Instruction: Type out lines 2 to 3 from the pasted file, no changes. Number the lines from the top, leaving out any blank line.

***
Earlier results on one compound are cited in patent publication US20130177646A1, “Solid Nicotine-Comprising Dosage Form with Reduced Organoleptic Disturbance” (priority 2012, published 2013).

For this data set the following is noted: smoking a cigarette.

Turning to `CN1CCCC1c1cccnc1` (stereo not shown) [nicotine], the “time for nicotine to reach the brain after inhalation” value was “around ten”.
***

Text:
For this data set the following is noted: smoking a cigarette.

Turning to `CN1CCCC1c1cccnc1` (stereo not shown) [nicotine], the “time for nicotine to reach the brain after inhalation” value was “around ten”.